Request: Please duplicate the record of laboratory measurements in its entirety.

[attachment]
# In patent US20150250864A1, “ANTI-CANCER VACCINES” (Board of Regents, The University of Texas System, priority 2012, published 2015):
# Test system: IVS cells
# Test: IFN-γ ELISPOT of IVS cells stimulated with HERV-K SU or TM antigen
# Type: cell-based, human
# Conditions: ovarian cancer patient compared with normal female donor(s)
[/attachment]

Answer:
# In patent US20150250864A1, “ANTI-CANCER VACCINES” (Board of Regents, The University of Texas System, priority 2012, published 2015):
# Test system: IVS cells
# Test: IFN-γ ELISPOT of IVS cells stimulated with HERV-K SU or TM antigen
# Type: cell-based, human
# Conditions: ovarian cancer patient compared with normal female donor(s)